Police made a total of 40 arrests of Maoists cadres and sympathizers in the State in 2012 (SATP data), as against 56 in 2011. Some of the significant arrests included the CPI-Maoist Chandrapur District in-charge, Pramod Godghate (30); and CPI-Maoist State Committee Member and Secretary of the Chandrapur Committee, Maruti Kurwatkar (31). Significantly, Police also arrested Venkatramma Reddy, a manager of Hyderabad's Sushee Infrastructure Private Limited, which was engaged in the Pranhita-Chevella Irrigation Project, a Maharashtra – Andhra Pradesh joint venture, along with two other persons – Chinmaya Soyam, a former sarpanch (head of Gram Panchayat, village level local self Government institution)of a village in the neighbouring Adilabad District of Andhra Pradesh, and Suryanarayan Parpatwar, a local Nationalist Congress Party (NCP) leader and the former chairman of Sironcha Panchayat Samiti [block level Panchayati Raj Institutions (PRI)] – on December 22. The trio was arrested in the Devalmari jungle of Gadchiroli while they were allegedly on a ‘clandestine mission’ to help Maoists in Gadchiroli District. Superintendent of Police Suvez Haque disclosed that the arrested persons “often brought aid for the Naxal dalam (squad) involved in Lankachen encounter”.
Further, eight Maoists, including two ‘platoon commanders’, surrendered in Maharashtra through 2012, as against 22 in 2011.
An analysis of reported incidents indicates that the Maoist have a very strong presence in Gadchiroli, a moderate presence in Gondia and Chandrapur, and a marginal presence in Pune, Thane, Mumbai, Raigad and Aurangabad Districts. A total of 92 Maoist-related incidents were reported from 11 Districts [Chandrapur, Gadchiroli, Gondia, Mumbai Suburban, Nagpur, Nandurbar, Nashik, Pune, Thane, Wardha, and Yavatmal] in Maharashtra, through 2011; while a total of 51 such incidents were reported from seven Districts [Amravati, Bhandara, Chandrapur, Gadchiroli, Gondia, Mumbai City and Nagpur] in 2010.
Apart from the violence they perpetrated, the Maoists also stumped the administration when they subverted the democratic process in PRI in Gadchiroli. Threatening the PRI representatives through selective killings and abductions, the Maoists forced them to resign en mass between May and July, 2012. At least seven PRI representatives and one former PRI representative have been killed, and two former PRI members have been abducted. However, the situation has been maneuvered into a stalemate, with the State Government refusing to accept most of the resignations on the grounds that they were not in the prescribed format. The resignations of only two Panchayat Samiti (block level PRI) members in Etapali and one Zilla Parishad (District level PRI) Member in Bhamragarh were accepted as valid, and the posts were filled up during by-elections later in the year. Nevertheless, the system of local governance was paralysed. For the District administration, the PRIs are very much in their posts; the PRIs, on the other hand, claim they have obeyed the Maoist diktat and refuse to function. The Maoists have also been threatening members of various Self Help Groups (SHGs), village committees and forest management committees in Gadchiroli District, directing them to step down as well. Indeed, they have come out heavily even against Mohan Hirabai Hiralal, a Gandhian, who pioneered the Community Forest Right (CFR) model in Mendha-Lekha village, accusing him of "waylaying the tribals from the path of conflict (sic)." A press note released by CPI-Maoist ‘Gadchiroli divisional committee’ declared, "Hiralal is a follower of Vinoba Bhave, who had sought land from the rich. He is trying to cover up the violence by capitalists against the poor by professing non-violence.”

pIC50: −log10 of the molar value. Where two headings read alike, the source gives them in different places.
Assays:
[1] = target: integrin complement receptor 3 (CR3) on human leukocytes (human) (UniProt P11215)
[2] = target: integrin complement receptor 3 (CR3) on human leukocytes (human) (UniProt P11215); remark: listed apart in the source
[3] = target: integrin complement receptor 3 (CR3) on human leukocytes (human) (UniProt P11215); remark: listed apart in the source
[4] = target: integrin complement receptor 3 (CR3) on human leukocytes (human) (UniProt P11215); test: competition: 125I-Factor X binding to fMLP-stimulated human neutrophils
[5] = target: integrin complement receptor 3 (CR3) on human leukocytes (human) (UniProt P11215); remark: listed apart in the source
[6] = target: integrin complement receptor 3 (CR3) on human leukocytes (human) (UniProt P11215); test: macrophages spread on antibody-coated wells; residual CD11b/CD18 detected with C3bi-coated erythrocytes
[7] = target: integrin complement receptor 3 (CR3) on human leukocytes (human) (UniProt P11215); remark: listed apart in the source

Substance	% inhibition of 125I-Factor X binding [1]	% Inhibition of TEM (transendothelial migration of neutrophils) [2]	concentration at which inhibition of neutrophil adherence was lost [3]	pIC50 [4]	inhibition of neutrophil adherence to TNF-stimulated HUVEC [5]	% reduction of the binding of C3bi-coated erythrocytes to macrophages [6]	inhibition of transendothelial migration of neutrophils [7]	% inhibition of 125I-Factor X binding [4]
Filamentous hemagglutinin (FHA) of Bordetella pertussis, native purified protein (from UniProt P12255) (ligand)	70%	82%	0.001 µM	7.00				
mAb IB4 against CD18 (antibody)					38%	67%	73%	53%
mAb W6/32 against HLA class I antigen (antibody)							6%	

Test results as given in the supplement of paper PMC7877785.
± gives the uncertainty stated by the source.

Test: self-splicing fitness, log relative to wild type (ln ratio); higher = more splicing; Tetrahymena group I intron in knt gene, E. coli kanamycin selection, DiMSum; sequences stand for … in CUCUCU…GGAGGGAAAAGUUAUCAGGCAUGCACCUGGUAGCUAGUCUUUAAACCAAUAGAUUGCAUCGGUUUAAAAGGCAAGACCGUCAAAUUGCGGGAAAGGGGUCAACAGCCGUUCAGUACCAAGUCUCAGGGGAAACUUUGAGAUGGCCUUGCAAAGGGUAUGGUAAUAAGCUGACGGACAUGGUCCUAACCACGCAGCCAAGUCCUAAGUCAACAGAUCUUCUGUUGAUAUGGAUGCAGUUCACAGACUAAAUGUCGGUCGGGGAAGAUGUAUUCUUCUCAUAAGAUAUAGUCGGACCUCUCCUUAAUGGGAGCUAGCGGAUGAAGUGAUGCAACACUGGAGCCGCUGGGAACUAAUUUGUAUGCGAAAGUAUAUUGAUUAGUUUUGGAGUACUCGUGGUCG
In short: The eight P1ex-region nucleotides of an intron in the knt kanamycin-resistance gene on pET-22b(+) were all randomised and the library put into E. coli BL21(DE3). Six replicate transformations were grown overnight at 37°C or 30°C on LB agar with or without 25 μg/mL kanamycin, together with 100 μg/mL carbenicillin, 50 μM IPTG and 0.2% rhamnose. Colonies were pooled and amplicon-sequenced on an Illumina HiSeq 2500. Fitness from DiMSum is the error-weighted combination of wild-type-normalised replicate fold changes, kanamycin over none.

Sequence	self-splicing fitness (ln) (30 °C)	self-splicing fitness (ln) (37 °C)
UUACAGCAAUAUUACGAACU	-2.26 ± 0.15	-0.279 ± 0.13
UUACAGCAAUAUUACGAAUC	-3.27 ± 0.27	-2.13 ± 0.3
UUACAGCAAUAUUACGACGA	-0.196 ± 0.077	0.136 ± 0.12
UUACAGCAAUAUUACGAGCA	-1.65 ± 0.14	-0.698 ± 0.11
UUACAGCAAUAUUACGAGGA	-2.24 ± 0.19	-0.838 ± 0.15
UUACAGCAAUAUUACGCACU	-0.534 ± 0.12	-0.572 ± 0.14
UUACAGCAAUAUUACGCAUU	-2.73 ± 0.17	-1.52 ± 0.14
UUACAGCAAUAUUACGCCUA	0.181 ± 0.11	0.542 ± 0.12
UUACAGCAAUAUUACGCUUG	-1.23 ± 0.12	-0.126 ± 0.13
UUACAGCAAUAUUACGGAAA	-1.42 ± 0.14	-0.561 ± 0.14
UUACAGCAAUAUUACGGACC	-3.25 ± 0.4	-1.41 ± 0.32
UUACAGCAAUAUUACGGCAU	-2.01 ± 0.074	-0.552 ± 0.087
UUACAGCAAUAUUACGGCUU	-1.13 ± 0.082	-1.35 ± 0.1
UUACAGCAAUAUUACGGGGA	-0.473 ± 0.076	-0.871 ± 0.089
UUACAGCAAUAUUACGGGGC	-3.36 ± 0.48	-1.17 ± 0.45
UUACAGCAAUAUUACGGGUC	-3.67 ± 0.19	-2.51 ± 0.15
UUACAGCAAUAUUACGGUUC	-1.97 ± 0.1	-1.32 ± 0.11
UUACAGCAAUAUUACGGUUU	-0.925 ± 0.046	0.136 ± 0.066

Despite significant Police successes, the Maoists continue to struggle to consolidate their movement in the State. They have reportedly carved out a new zone for operations, comprising the northern Gadchiroli and Gondia areas of Maharashtra, and the Balaghat area of Madhya Pradesh. The area has been brought under the direction of the newly appointed North Gadchiroli-Gondia-Balaghat Divisional Committee, which is now actively recruiting. The Committee is currently headed by Pahad Singh.
The incoherence of State policy was reflected when the State Home Minister R.R. Patil ‘admitted’ in the Legislative Assembly, on July 13, 2012, that Maoist violence in the State had not witnessed a drop, despite ‘heavy presence’ of Security Forces. The CRPF has deployed six battalions in the State, including a battalion of the CoBRA (Commando Battalion for Resolute Action) Force. Patil has, as usual, blamed the Maoists for sabotaging the developmental process in the Gadchiroli District. However, Government apathy, with persistent vacancies in key administrative posts, has emerged as a strong factor hindering development in the District and, indeed, in the wider and backward Vidharba region. Meanwhile, according to a December 14, 2012, report, following a severe reprimand by the Bombay High Court, the Chief Secretary of Maharashtra, J.S. Banthia, issued a circular to fill up vacant posts in the Maoist-affected areas of the neglected Vidarbha region by December 31, 2012. The deadline has likely been missed, but no follow up details are available.
Maharashtra has a Police Population-ratio (number of Policemen per population of 100, 000) of 163 against an all-India average of 137, as on December 31, 2011 (National Crime Records Bureau data). While this ratio is better than most other Maoist-afflicted States, it is still considered well below the levels required. The Mumbai city Police has constituted a Special Intelligence unit specifically to tackle the Maoist threat in the city.
The decrease in Maoist violence level in Maharashtra in 2012, in terms of fatalities as well as spatial extension, provides little room for complacency. Indeed, evidence of Maoist intimidation – dramatically visible in the way the Maoists have brow-beaten the elected representatives of PRIs in Gadchiroli – and of continuing political mobilization and consolidation, remains strong, suggesting that the dip in violence, as in the past, is a tactical choice the Maoists have made, rather than a necessity that has been imposed on them.